CCS Geoengineering - Industrialist Decisions, Public Expenses

by Stephen Leahy

Like a reck­less gambler, the federal govern­ment’s plan to deal with our emissions of climate-altering carbon dioxide is to put most of our money on an unproven, risky and expensive long shot called “carbon capture and sequestration,” CCS for short. In a pair of October an­nouncements, the Alberta and federal governments com­mitted $1.6 billion to use this untested technology to reduce carbon emissions from an Alberta coal plant and a Shell Oil tar sands upgrader. Billions more are promised. 

Canada puts 600 million tonnes of carbon dioxide into the atmosphere every year. That has to stop. This genera­tion, you and me, must deter­mine what methods and tech­nologies offer permanent CO2 reduction at the scale we need, and do so quickly, safely and at the lowest cost. And we must act on that knowledge as if the future of children’s lives de­pend it because we are shaping the world they will inherit.   

We cannot rely on political and business leaders to make these decisions on their own, as will become evident. What other ways could we reduce our CO2emissions with $1.6 billion of public money – $200 per Canadian fam­ily of four? Replace 3.2 million older inefficient refrigera­tors with high-efficiency ones, thus reducing carbon emis­sions by 2-3 million tonnes annually. The two proposed Alberta carbon capture and sequestration (CCS) projects promise emission reductions of 2.1 million tonnes in total, if they work as touted. Keep in mind there are no large-scale CCS projects anywhere in the world. 

With this level of investment, replacing refrigerators or windows or lights or a dozen other energy efficiency im­provements can produce major emission reductions quickly, safely and guaranteed. Buildings use at least 40 per cent of all energy consumed in Canada and retrofits could reduce that energy use to 10 per cent or even less, experts have repeatedly pointed out.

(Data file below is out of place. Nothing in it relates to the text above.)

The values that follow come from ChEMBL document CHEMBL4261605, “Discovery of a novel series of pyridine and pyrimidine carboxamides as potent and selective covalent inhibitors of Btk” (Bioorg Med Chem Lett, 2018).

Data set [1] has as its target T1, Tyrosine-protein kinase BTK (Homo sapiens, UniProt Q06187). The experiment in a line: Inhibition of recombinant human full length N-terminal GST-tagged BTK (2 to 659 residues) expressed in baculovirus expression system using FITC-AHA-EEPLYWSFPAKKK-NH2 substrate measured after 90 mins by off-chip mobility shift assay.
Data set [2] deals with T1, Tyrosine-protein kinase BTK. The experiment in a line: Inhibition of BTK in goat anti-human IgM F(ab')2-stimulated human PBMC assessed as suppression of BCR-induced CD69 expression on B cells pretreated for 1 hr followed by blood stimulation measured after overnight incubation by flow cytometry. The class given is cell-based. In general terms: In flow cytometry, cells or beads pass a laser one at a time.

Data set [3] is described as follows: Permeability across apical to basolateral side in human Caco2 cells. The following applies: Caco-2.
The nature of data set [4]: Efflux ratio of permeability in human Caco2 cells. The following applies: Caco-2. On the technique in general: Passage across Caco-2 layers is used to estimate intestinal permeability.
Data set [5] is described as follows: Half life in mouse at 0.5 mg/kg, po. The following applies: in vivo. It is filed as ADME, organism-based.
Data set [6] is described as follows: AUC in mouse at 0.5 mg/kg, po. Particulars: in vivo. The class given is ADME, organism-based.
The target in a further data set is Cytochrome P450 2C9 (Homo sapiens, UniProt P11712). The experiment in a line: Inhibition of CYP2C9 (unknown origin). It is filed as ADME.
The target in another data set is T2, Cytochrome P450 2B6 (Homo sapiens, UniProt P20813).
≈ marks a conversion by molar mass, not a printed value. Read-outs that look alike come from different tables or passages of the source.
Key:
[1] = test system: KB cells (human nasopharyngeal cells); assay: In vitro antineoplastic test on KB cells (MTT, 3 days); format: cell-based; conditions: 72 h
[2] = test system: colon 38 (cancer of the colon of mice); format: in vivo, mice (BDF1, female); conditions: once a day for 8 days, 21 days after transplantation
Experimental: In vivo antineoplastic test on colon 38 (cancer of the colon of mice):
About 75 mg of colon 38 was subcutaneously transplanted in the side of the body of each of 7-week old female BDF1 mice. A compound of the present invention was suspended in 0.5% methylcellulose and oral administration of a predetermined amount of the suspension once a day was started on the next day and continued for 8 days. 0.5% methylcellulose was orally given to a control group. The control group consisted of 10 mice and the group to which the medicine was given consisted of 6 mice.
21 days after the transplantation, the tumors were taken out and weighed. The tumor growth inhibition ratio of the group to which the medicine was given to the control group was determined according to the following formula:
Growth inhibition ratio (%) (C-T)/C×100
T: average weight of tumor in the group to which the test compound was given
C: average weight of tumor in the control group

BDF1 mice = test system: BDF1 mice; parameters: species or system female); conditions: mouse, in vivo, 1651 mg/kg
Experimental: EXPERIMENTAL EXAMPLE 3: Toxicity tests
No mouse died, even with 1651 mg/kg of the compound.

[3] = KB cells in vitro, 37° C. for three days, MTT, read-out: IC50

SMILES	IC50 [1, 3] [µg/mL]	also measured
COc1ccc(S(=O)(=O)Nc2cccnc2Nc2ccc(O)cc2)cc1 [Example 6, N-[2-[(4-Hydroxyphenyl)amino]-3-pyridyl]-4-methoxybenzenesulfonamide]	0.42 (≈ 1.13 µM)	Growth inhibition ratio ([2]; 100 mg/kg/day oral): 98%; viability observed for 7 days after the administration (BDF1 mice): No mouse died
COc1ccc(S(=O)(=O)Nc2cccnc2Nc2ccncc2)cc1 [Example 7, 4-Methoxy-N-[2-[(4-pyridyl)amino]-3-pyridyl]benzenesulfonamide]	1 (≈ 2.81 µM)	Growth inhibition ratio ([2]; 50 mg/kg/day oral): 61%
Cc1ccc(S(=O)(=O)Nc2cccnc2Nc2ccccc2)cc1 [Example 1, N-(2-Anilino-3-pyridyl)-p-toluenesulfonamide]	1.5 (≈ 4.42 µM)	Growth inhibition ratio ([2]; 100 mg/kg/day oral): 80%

What about alternative energy generation from wind, solar or geothermal? That $1.6 billion could buy and install 1000 one-mega-watt wind turbines – enough carbon-free electricity for 500,000 homes. How many solar panels does $1.6 billion buy and how much CO2 reduction?  

These questions need to be part of a public discussion about the ways Canada can reduce its carbon emissions. Right now the Alberta and federal government are only talking to the fossil fuel industry, and “clean coal” CCS is what we get. “There’s been no announcements for effi­ciency or renewable energy programs,” says Amy Taylor, Director of Alberta Energy Solutions, at the Pembina In­stitute, a Calgary-based environmental organization with a focus on sustainable energy. “We need a balance in energy generation and emission re­ductions. What if CCS doesn’t work?”  

Despite misgivings, Pem­bina supports the develop­ment of CCS in the hopes the technology can reduce emissions on existing coal plants. “The only way to reduce their emissions is with CCS or shutting them down,” she says. Any new coal-fired power plants like the Keephills 3 being built west of Edmonton must have CCS, she says. Not that Alberta actually needs any new coal power plants. Alternative energy generation using wind, solar, or geothermal, combined with energy ef­ficiency, would easily meet Alberta’s future energy needs, Pembina has documented.